a. In or through the position or interval separating: between the trees; between 11 o'clock and 12 o'clock.
b. Intermediate to, as in quantity, amount, or degree: It costs between 15 and 20 dollars.
2. Connecting spatially: a railroad between the two cities.
3. Usage Problem Associating or uniting in a reciprocal action or relationship: an agreement between workers and management; a certain resemblance between the two stories.
4. In confidence restricted to: Between you and me, he is not qualified.
a. By the combined effort or effect of: Between them they succeeded.
b. In the combined ownership of: They had only a few dollars between them.
6. As measured against. Often used to express a reciprocal relationship: choose between riding and walking.
In an intermediate space, position, or time; in the interim.
In an intermediate situation: My roommates disagreed and I was caught in between.
in between times
During an intervening period; in the meantime: has written several books and teaches in between times.
Usage Note: According to a widely repeated but unjustified tradition, "between is used for two, and among for more than two." It is true that between is the only choice when exactly two entities are specified: the choice between (not among) good and evil, the rivalry between (not among) Great Britain and France. When more than two entities are involved, however, or when the number of entities is unspecified, the choice of one or the other word depends on the intended sense. Between is used when the entities are considered as distinct individuals; among, when they are considered as a mass or collectivity. Thus in the sentence The balloon landed between the houses, the houses are seen as points that define the boundaries of the area where the balloon touched down (so that we presume that the balloon did not land on any of the individual houses). In The balloon landed among the houses, the area of landing is considered to be the general location of the houses, taken together (in which case it is left open whether the balloon landed on one of the houses). By the same token, we may speak of a series of wars between the Greek cities, which suggests that each city was an independent participant in the hostilities, or of a series of wars among the Greek cities, which allows for the possibility that the participants were shifting alliances of cities. For this reason, among is used to indicate inclusion in a group: She is among the best of our young sculptors. There is a spy among you. Use between when the entities are seen as determining the limits or endpoints of a range: They searched the area between the river, the farmhouse, and the woods. The truck driver had obviously been drinking between stops.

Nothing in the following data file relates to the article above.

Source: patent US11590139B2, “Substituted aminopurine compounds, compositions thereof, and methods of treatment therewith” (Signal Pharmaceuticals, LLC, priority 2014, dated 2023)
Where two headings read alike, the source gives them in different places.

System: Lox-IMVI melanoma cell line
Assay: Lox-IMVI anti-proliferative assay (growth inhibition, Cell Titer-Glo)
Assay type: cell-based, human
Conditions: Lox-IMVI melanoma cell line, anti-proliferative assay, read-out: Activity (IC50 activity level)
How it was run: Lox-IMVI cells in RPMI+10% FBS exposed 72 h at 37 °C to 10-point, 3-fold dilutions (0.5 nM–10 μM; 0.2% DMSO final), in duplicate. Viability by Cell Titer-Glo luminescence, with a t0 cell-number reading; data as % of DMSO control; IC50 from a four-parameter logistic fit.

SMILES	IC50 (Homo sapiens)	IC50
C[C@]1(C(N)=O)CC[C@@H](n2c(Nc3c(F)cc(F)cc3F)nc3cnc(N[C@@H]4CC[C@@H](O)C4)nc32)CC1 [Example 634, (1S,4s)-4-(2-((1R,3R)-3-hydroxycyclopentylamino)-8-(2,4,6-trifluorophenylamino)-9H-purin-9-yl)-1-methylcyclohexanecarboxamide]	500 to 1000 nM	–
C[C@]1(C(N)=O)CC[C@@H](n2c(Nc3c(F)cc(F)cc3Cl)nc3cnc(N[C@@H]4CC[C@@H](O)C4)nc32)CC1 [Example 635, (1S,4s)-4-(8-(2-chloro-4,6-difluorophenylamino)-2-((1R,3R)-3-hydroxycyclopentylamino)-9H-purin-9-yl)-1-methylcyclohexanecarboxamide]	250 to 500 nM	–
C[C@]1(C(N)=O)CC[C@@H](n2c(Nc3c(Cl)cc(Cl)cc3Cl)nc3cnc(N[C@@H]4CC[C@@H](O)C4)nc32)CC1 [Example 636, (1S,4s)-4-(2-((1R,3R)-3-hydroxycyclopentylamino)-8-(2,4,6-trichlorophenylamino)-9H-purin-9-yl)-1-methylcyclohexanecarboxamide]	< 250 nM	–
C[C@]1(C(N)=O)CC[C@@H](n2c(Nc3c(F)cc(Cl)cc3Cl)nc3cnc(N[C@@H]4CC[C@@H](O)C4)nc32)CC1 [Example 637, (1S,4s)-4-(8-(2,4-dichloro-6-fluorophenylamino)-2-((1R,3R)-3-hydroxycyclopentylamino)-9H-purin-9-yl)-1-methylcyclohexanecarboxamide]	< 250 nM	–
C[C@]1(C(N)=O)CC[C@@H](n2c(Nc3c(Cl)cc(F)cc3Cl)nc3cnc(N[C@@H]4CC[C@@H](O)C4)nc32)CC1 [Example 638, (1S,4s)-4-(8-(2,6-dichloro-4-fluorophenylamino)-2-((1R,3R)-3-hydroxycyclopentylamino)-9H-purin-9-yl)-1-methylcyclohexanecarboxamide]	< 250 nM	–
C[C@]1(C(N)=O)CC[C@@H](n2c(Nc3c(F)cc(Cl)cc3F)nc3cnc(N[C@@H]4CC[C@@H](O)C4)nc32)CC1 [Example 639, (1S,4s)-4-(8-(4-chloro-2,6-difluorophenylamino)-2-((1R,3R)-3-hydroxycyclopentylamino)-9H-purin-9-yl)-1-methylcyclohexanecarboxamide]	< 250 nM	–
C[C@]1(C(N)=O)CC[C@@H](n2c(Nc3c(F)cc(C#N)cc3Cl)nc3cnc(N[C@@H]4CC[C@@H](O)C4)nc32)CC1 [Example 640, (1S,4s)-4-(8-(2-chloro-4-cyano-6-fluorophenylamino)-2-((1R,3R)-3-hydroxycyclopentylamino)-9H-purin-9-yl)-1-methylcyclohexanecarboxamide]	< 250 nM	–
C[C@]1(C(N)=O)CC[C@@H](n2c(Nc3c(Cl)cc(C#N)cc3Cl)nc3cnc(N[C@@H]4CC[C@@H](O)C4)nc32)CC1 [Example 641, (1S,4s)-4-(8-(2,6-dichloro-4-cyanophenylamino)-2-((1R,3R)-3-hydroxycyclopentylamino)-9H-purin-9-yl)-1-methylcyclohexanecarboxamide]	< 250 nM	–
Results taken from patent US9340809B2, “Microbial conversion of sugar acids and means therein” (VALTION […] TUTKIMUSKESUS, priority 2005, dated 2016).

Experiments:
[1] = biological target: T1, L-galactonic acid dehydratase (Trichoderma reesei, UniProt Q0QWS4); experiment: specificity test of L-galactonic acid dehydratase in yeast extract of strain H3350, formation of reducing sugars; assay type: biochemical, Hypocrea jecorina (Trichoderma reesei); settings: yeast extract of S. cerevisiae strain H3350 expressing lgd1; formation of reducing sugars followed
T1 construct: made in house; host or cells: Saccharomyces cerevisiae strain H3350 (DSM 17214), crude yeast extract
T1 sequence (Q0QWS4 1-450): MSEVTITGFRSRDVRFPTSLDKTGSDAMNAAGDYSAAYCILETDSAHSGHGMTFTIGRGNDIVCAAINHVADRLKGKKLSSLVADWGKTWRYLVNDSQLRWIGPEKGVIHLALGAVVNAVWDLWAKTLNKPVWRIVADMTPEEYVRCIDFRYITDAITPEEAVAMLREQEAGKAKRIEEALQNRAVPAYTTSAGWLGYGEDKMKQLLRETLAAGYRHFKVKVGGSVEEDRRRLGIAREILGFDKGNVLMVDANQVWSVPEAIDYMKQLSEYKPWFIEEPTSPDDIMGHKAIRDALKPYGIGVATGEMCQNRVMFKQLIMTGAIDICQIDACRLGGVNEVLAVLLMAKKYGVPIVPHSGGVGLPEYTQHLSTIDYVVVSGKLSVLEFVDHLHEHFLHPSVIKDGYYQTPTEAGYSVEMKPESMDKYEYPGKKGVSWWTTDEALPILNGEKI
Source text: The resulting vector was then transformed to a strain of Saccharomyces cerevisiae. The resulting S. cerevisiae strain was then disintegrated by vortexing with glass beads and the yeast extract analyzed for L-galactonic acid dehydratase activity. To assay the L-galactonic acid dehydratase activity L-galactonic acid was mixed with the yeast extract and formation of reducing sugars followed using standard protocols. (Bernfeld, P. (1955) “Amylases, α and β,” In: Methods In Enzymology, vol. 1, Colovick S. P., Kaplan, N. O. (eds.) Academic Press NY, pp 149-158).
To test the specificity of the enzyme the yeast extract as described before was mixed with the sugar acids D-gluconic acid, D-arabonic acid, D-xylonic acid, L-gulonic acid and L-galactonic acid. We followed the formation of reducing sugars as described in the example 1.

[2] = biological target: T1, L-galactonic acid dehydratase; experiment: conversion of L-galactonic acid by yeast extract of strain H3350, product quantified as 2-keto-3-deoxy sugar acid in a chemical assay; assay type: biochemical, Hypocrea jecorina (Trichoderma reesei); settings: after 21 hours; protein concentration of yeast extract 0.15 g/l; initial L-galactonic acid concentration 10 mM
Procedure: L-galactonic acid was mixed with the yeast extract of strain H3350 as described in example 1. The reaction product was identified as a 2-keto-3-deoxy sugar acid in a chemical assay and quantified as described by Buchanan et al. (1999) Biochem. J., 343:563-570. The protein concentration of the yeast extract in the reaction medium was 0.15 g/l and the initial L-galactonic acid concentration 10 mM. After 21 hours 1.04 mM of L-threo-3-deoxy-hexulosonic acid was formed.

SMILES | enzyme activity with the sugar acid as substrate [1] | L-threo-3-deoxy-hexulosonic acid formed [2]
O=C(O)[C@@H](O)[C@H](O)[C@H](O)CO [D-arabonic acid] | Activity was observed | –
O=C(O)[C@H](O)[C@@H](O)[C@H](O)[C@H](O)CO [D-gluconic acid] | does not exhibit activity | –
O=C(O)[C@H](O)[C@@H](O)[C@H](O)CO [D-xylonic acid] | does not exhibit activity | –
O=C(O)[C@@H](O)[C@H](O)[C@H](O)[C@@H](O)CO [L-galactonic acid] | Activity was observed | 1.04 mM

1. at a point or in a region intermediate to two other points in space, times, degrees, etc
2. in combination; together: between them, they saved enough money to buy a car.
3. confined or restricted to: between you and me.